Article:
Remove brine from heat and add 1 quart of ice cold water. Stir to incorporate and cool brine rapidly. Place brine in fridge for at least 3 hours.
Place brisket in a bowl, dish or storage container just large enough to hold it with at least 2″ above the top of the meat. Pour brine over brisket until it’s completely submerged; again, at least 2″ of brine above the meat. If your meat wants to float, weight it with a plate.
Refrigerate for 5 days. You may turn the beef once if you like, but it’s not critical to the process.
When the magic day arrives, pull your beef outta the fridge.
Prepare a soup or stock pot just big enough for the beef and plenty of liquid.
Gather, rinse, peel and rough chop 1 medium sweet onion, 1 carrot, and 1 stalk celery, (Or, if you’re fortunate enough to have leaves on a nice, fresh bunch of celery, use those instead!)
Pull your beef outta the brine and rinse it thoroughly under cold running water.
Toss the beef into your pot and then add clean, fresh water until you’ve got about 2″ over the beef. Toss in the onion, carrot, celery, and all but 1 teaspoon of the pickling spices.
Bring to a boil over high heat, then cover and reduce heat until you’ve achieved a low, steady simmer.
Cover the pot and let the meat simmer for two hours, or until fork tender. If your water level drops, add more to keep the meat covered.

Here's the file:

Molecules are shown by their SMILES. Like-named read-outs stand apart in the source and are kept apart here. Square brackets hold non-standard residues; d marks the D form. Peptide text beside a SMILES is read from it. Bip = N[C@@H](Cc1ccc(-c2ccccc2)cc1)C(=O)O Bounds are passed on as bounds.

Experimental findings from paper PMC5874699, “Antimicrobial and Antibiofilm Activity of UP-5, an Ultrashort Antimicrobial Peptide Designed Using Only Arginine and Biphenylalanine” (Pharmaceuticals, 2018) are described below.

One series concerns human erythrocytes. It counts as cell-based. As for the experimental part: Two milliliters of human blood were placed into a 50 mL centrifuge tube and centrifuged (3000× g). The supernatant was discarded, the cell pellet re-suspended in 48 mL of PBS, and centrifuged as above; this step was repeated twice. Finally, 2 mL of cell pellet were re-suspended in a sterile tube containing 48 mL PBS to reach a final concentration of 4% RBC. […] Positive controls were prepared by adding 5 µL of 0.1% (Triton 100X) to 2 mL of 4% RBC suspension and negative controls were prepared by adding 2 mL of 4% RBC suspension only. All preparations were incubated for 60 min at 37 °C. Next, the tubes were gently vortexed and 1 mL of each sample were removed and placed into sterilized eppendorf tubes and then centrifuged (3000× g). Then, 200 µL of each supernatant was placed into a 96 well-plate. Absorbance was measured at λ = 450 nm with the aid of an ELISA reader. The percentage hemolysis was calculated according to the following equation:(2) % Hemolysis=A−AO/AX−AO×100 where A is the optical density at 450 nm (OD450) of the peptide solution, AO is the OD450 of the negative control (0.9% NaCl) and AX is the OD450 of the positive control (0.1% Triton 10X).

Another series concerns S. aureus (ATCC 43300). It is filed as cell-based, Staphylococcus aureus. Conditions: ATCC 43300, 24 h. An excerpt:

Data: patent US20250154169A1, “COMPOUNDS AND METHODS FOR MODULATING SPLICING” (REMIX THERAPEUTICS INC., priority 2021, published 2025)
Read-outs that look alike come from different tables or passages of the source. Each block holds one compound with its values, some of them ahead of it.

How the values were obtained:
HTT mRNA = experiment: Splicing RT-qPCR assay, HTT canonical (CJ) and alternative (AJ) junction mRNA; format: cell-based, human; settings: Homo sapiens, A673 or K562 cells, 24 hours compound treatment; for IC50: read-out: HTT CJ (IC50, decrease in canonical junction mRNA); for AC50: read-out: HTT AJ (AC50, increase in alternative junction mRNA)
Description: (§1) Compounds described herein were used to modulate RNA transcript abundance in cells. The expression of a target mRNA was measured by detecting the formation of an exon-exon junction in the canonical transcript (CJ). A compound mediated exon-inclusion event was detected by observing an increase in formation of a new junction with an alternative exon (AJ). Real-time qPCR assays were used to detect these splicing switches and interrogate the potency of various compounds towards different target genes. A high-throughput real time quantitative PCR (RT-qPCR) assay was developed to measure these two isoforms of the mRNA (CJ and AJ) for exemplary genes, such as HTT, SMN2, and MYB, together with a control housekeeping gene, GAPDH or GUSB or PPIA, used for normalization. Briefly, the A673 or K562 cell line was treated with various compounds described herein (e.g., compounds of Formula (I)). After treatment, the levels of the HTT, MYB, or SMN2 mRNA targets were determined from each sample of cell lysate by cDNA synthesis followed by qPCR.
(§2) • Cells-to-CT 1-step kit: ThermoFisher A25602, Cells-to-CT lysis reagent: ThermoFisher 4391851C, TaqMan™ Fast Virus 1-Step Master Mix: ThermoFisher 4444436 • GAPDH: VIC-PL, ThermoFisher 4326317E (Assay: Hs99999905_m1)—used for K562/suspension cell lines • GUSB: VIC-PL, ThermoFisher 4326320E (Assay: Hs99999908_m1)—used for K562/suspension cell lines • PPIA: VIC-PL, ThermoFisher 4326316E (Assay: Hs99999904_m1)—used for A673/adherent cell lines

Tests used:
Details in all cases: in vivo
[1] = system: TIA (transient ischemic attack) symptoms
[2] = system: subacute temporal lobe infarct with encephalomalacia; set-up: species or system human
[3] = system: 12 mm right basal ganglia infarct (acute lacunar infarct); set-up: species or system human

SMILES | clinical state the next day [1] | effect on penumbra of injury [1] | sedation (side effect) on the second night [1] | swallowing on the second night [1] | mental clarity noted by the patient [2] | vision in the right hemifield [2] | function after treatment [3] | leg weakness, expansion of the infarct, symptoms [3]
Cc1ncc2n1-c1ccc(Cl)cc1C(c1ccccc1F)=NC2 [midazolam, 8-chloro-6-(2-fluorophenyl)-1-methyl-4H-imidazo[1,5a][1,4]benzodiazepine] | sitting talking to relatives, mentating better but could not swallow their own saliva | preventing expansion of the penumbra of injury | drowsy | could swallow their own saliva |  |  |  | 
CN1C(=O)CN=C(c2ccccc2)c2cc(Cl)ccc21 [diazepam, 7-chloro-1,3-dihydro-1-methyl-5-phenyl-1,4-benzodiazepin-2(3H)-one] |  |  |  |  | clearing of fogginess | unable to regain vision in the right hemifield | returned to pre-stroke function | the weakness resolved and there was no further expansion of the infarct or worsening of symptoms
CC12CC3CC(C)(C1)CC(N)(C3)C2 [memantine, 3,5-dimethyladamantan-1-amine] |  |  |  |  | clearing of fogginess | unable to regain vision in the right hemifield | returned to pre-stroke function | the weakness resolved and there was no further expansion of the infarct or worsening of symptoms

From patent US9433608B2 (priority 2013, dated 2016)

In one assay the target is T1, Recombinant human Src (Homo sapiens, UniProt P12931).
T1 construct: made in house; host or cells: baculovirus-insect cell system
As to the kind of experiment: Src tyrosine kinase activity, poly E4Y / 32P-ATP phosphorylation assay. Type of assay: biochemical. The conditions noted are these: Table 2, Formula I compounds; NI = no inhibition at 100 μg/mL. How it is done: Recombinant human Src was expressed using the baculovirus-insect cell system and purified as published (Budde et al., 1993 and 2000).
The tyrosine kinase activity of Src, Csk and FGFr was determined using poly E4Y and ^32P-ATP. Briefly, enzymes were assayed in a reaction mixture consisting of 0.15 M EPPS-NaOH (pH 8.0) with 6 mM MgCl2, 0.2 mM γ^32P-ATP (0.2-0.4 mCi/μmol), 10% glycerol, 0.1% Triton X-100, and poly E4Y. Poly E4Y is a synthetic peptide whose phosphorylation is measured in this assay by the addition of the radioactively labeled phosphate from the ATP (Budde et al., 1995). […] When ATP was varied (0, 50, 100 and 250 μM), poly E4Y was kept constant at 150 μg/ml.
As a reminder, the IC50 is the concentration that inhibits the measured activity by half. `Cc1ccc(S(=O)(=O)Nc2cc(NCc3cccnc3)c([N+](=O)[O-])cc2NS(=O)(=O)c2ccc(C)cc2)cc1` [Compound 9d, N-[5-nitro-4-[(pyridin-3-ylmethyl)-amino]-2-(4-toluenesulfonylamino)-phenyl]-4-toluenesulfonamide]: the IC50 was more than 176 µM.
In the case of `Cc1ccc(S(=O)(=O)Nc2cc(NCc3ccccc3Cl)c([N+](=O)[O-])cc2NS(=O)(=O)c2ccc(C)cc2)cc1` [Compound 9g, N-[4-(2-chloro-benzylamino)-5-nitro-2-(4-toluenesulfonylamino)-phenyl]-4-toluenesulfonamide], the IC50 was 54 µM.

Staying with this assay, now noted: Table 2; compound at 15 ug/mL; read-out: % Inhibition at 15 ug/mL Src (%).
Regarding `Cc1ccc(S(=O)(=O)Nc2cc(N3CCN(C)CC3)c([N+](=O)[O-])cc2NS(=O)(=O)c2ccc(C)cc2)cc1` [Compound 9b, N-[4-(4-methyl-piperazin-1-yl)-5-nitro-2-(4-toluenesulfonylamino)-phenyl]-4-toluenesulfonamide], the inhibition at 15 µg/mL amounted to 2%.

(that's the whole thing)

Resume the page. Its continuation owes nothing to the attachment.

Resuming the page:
When the beef is fork tender, remove from the pot, and let rest for at least 30 minutes prior to cutting.
Now, for that New England Dinner; I love this stuff, with real brown bread redolent of molasses and plenty of nose stinging horseradish on the side. As mentioned, boiling can take a bit more of the flavors and nutritional value out than we’d like, to I’ve taken to a combined roast and steaming process.
For four people, gather
16 small potatoes, (waxy reds and whites are nice)
2 Sweet Onions
1 head Green Cabbage
2-3 cloves Garlic
NOTE: If there are other nice winter veggies you love, add them! Parsnips, Jicama, Brussels sprouts instead of cabbage, chiles, tomatillos, your imagination is the limit.
Preheat oven to 250° F.
Rinse all produce. Halve potatoes; skin, cut off ends and quarter onions. Remove outer leaves, cut off stalk and quarter cabbage. If you carrots aren’t fresh, peel them and cut into roughly 3″ chunks. Peel and halve garlic.
Arrange veggies in a baking pan, drizzle with a little extra virgin olive oil, lightly salt and pepper. Roast them for twenty minutes, to bring the sugars out a bit and deepen flavors.
Prepare a steamer with at least 2″ of fresh water. Use a pot large enough to fit all veggies plus about half your beef, (or a quarter pound for each person).
When your steamer is producing steam actively, toss in the remaining teaspoon of pickling spices and 1/2 teaspoon of salt. Add beef and all veggies. Steam until veggies are fork tender, about 15 minutes.
Transfer to a platter and serve hot, with fresh horseradish, brown bread, and a nice local IPA.
And WEAR GREEN on Monday!